For Jerome Powell, raising U.S. interest rates this week will likely be the easy part.
The tougher job for the Federal Reserve’s new chairman as he presides over his first gathering of the central bank’s policy-setting committee is deciding what to do next.
The choice: emphasize continuity with his predecessor Janet Yellen’s strategy of increasing rates gradually to exploit low inflation for labor market gains, or shift away from it by signaling faster hikes.
“The economy is clearly picking up momentum and there is concern at the Fed that they have gotten caught flat-footed” with a policy rate that is too low, said Mickey Levy, chief economist for the Americas at Berenberg Capital Markets LLC in New York. “Powell will look very similar to Yellen until inflation gets to 2 percent.”
Making the right call is hard for any central banker at turning points like the current one where the economic outlook is brightening. Compounding Powell’s challenge is that he’s new to the role, meaning he must establish credibility among colleagues privately and build it publicly with investors.
Powell and fellow policy makers meet on Tuesday and Wednesday with financial markets pricing a rate increase with certainty. Thirty minutes after the decision is announced, Powell will explain it and present an outlook to reporters. A lot has changed since their last meeting in mid-December.
Republicans passed fiscal stimulus that cuts taxes by almost $1.5 trillion over the next decade. Financial conditions remain easy. More than a half-million jobs were added to payrolls in January and February. Business sentiment indexes are soaring, and forecasts for 2018 U.S. growth are creeping up, while inflation remains stuck below the Fed’s 2 percent target.
The Federal Open Market Committee’s median estimate in December called for three hikes for 2018. Wall Street firms such as Goldman Sachs Group Inc. and UBS Securities predict that the median estimate will be revised up to four this week. Robert Martin, executive director at UBS, calls the March meeting “a nice fat tightrope” for Powell to walk because moving to four hikes “shows consistency” with recent data.
But there is also tension between evidence in hand and what essentially are forecasts, guesses and fears among FOMC participants.
If Powell wants to maintain Yellen’s gradualism, there are a couple of issues raised by FOMC members he will have to push back against. One ghost that’s troubling the FOMC right now is the risk of financial instability.
This perception has crept into the tightening bias of some officials, and it is easy to see why. The past two recessions were caused by bursting financial bubbles that U.S. central bankers were blamed for helping inflate. The question of how to approach financial excess still gnaws at them.
The official strategy is to strengthen banks through tougher regulations, and to occasionally warn against some types of lending. But some see the unusually low policy rate of 1.25 percent to 1.5 percent as a risk. It’s not an irrational fear. Financial conditions have eased after all five rate hikes in the current tightening cycle.
Fed Governor Lael Brainard, as well as Fed bank presidents Esther George of Kansas City and Eric Rosengren of Boston, are wary about the policy setting and how it might be feeding distortions. For all the hand-wringing, there are few bubbles to point to just now, and the effectiveness of a couple of hikes in the policy rate in curbing excesses is a matter of unresolved debate among economists.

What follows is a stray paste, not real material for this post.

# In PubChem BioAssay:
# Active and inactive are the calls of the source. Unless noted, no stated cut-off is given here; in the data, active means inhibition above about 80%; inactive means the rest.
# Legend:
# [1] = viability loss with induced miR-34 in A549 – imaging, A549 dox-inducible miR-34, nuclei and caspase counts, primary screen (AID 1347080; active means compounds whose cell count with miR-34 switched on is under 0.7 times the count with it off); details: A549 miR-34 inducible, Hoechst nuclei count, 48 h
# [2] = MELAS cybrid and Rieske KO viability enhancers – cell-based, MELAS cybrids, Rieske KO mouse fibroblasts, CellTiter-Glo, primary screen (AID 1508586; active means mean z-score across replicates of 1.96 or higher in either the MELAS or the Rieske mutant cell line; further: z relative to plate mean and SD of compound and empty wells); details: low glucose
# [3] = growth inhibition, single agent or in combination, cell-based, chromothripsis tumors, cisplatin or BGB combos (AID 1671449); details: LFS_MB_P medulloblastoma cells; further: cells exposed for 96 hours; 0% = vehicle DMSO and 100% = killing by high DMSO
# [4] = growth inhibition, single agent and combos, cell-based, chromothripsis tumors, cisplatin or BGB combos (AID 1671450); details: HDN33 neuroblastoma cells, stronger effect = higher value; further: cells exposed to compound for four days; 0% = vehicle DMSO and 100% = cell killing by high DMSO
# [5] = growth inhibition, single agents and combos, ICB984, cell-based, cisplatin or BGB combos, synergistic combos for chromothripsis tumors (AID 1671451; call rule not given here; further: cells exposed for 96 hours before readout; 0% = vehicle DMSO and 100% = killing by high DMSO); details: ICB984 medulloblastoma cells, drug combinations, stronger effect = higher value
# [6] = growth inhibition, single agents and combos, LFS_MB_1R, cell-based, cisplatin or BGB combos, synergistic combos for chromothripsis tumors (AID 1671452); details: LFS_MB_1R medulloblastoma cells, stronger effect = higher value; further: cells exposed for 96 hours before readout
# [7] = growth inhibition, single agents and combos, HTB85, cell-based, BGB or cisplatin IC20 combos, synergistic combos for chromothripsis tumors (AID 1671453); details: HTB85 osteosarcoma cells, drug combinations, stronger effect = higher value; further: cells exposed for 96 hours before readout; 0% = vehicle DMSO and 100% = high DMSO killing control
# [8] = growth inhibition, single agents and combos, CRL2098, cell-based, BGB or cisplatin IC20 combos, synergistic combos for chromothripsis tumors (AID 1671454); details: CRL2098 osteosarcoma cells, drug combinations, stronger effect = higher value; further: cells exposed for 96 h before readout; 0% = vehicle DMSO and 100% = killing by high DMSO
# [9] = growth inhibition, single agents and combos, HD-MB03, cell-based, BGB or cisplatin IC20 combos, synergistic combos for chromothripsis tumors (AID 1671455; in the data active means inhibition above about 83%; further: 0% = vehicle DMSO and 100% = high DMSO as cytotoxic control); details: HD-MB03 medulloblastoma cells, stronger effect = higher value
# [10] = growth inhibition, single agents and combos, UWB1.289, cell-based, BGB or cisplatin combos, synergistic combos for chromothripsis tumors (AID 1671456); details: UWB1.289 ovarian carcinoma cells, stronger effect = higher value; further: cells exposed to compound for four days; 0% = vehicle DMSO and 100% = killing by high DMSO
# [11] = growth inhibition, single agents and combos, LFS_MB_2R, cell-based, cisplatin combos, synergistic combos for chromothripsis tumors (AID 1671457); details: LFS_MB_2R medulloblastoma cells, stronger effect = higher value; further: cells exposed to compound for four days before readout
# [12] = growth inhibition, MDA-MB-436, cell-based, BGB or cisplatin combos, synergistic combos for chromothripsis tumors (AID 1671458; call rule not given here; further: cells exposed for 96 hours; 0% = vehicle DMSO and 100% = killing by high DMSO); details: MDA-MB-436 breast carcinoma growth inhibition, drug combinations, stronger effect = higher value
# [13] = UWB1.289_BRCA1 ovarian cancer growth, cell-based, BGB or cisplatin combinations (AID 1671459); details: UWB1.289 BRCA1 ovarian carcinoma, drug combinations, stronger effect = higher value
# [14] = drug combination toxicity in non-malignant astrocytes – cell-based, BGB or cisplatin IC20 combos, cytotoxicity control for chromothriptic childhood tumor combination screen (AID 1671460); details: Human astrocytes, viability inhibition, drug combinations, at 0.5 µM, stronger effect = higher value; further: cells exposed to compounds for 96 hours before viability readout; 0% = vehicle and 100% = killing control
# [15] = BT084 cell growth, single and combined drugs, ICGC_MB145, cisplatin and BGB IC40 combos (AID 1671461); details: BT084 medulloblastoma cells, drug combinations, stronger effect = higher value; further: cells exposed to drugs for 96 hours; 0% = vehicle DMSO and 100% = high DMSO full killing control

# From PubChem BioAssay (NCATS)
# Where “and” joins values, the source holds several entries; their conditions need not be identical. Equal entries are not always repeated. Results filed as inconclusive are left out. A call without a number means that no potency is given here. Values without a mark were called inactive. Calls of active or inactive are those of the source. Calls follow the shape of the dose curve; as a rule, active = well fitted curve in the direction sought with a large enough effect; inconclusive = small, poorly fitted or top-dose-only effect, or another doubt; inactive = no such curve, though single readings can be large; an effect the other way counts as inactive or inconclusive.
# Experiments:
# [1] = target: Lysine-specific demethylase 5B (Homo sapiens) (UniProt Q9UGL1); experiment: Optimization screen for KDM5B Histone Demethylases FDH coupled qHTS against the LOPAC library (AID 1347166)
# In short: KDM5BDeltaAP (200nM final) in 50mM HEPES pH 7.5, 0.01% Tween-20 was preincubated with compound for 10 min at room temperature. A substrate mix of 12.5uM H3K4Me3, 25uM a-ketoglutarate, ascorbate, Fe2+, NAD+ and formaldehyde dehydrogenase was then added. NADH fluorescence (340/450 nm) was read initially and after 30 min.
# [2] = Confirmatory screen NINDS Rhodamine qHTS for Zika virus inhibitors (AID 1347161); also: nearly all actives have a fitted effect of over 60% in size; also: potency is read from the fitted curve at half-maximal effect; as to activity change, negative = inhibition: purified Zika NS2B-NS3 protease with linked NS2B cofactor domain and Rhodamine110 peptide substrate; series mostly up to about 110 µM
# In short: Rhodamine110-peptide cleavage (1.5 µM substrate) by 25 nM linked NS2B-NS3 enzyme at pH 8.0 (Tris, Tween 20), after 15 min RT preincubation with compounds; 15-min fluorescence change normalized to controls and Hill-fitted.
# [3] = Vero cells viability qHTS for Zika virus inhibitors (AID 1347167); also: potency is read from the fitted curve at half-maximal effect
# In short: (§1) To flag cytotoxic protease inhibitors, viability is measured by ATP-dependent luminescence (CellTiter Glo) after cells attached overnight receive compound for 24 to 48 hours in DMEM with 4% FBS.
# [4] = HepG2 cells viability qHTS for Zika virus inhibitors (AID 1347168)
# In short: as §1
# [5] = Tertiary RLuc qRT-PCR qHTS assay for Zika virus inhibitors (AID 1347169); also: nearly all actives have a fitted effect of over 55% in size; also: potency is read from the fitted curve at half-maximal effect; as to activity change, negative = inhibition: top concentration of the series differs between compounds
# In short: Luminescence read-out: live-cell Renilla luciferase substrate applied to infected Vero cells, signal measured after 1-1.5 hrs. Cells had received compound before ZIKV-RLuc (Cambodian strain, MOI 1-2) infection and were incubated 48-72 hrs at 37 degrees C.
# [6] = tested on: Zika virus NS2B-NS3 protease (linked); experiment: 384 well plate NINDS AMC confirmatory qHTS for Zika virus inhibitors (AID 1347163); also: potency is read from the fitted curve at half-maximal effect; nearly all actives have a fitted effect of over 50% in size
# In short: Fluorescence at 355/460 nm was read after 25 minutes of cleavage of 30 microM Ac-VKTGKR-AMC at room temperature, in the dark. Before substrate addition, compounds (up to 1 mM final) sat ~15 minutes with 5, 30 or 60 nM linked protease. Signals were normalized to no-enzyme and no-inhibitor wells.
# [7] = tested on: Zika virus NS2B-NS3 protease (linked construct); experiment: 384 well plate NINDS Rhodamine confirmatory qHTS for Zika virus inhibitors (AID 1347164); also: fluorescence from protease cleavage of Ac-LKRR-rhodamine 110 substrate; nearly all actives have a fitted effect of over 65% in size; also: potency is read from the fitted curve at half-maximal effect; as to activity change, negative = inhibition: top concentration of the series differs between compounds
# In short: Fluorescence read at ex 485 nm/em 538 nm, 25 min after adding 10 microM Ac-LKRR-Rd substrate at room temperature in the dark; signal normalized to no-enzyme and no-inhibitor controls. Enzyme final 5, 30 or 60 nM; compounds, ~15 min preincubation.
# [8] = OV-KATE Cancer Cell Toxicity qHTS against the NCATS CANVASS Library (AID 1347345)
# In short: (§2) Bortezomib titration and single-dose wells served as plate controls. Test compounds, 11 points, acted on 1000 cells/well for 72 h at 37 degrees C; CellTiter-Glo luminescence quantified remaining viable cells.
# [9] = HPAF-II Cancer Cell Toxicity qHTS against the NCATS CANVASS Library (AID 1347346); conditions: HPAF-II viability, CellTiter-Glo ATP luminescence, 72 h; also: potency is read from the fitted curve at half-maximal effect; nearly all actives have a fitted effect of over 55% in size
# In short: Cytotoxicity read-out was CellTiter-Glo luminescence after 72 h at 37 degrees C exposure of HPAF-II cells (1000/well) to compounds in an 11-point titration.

For his part, Powell suggested that this isn’t a problem the committee needs to worry about for now. “There’s no evidence that the economy’s currently overheating,” he told the Senate Banking Committee March 1. The report he presented to Congress said, “vulnerabilities in the U.S. financial system are judged to be moderate on balance.” That favors continuity with Yellen’s gradualism.
Another struggle that Powell will referee is determining whether the labor market is too hot. With the unemployment rate at 4.1 percent in February, matching the lowest since 2000, central bankers are worried that compensation costs will start to move fast. There just isn’t much evidence in wages yet that they are. If anything, more people have come off the sidelines into the job market than economists expected to offset retiring baby boomers.
Goldman, JPMorgan See Chance U.S. Unemployment Drops Below 3%
With such uncertainty about the level of full employment, policy makers should put more weight on real indicators such as inflation, said Athanasios Orphanides, a Fed board senior adviser under Alan Greenspan who is now a professor at MIT’s Sloan School of Management.
“If inflation is rising slowly, and still below target, then that would justify the Fed being cautious on tightening,” he said.
Inflation has been crawling below the Fed’s 2 percent target for most of the past five years. Core inflation, by the Fed’s preferred measure, rose just 1.5 percent for the 12 months ending in January, while the full index incorporating food and energy increased 1.7 percent.
Powell appears to have a more subtle approach of exploring the range of where full employment might be rather than coming to hard conclusions, according to his House testimony. He said an unemployment rate that corresponds to full employment could be as low as 3.5 percent or as high as 5 percent, and he seemed open to exploring that range.
“We’ve seen people either not leaving, or coming back into the labor force asit’s gotten tighter,” Powell told the House Financial Services Committee Feb. 27. “How much more of that can there be? You know, I hope there’s a lot more, but I’m not really sure.”